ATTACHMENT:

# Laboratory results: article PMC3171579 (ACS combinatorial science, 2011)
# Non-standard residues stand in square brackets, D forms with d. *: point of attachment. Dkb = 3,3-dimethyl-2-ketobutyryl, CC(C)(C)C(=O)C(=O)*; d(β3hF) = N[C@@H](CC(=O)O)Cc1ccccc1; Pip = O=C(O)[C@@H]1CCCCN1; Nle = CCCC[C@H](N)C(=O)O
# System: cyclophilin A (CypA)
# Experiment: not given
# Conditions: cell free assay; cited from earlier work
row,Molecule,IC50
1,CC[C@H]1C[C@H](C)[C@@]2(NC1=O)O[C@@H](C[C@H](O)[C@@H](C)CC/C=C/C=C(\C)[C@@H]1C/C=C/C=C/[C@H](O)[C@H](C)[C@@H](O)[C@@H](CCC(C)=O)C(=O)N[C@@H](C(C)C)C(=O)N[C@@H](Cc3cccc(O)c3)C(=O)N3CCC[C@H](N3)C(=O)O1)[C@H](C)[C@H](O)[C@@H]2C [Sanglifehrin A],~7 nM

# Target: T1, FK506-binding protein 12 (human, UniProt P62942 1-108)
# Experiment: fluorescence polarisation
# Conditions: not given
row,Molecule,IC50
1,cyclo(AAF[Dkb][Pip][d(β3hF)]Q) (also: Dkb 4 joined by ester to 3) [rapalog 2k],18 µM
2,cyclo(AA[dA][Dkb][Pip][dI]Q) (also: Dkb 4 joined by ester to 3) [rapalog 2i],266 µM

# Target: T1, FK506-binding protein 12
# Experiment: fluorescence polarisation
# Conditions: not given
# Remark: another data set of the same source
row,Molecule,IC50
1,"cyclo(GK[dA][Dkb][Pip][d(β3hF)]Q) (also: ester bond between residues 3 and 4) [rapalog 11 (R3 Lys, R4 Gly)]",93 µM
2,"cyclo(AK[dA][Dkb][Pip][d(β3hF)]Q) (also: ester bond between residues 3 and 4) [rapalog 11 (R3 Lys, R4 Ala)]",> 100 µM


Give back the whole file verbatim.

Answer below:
# Laboratory results: article PMC3171579 (ACS combinatorial science, 2011)
# Non-standard residues stand in square brackets, D forms with d. *: point of attachment. Dkb = 3,3-dimethyl-2-ketobutyryl, CC(C)(C)C(=O)C(=O)*; d(β3hF) = N[C@@H](CC(=O)O)Cc1ccccc1; Pip = O=C(O)[C@@H]1CCCCN1; Nle = CCCC[C@H](N)C(=O)O
# System: cyclophilin A (CypA)
# Experiment: not given
# Conditions: cell free assay; cited from earlier work
row,Molecule,IC50
1,CC[C@H]1C[C@H](C)[C@@]2(NC1=O)O[C@@H](C[C@H](O)[C@@H](C)CC/C=C/C=C(\C)[C@@H]1C/C=C/C=C/[C@H](O)[C@H](C)[C@@H](O)[C@@H](CCC(C)=O)C(=O)N[C@@H](C(C)C)C(=O)N[C@@H](Cc3cccc(O)c3)C(=O)N3CCC[C@H](N3)C(=O)O1)[C@H](C)[C@H](O)[C@@H]2C [Sanglifehrin A],~7 nM

# Target: T1, FK506-binding protein 12 (human, UniProt P62942 1-108)
# Experiment: fluorescence polarisation
# Conditions: not given
row,Molecule,IC50
1,cyclo(AAF[Dkb][Pip][d(β3hF)]Q) (also: Dkb 4 joined by ester to 3) [rapalog 2k],18 µM
2,cyclo(AA[dA][Dkb][Pip][dI]Q) (also: Dkb 4 joined by ester to 3) [rapalog 2i],266 µM

# Target: T1, FK506-binding protein 12
# Experiment: fluorescence polarisation
# Conditions: not given
# Remark: another data set of the same source
row,Molecule,IC50
1,"cyclo(GK[dA][Dkb][Pip][d(β3hF)]Q) (also: ester bond between residues 3 and 4) [rapalog 11 (R3 Lys, R4 Gly)]",93 µM
2,"cyclo(AK[dA][Dkb][Pip][d(β3hF)]Q) (also: ester bond between residues 3 and 4) [rapalog 11 (R3 Lys, R4 Ala)]",> 100 µM